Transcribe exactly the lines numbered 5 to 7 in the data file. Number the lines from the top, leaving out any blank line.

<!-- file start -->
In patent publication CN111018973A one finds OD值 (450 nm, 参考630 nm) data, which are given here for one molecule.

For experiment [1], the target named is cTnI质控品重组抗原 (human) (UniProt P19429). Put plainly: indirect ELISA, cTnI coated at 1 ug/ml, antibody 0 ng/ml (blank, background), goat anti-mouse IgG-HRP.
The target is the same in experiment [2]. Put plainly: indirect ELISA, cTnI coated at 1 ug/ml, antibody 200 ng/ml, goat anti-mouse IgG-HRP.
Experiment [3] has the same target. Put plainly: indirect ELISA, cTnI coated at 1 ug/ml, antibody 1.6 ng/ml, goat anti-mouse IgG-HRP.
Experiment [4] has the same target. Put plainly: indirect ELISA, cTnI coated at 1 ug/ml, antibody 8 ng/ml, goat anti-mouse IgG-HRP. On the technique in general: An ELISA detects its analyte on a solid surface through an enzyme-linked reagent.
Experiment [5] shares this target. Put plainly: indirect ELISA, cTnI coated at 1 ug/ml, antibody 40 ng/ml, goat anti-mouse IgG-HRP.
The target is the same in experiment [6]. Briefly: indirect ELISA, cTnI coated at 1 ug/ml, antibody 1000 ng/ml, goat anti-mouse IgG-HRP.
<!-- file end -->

Experiment [4] has the same target. Put plainly: indirect ELISA, cTnI coated at 1 ug/ml, antibody 8 ng/ml, goat anti-mouse IgG-HRP. On the technique in general: An ELISA detects its analyte on a solid surface through an enzyme-linked reagent.
Experiment [5] shares this target. Put plainly: indirect ELISA, cTnI coated at 1 ug/ml, antibody 40 ng/ml, goat anti-mouse IgG-HRP.
The target is the same in experiment [6]. Briefly: indirect ELISA, cTnI coated at 1 ug/ml, antibody 1000 ng/ml, goat anti-mouse IgG-HRP.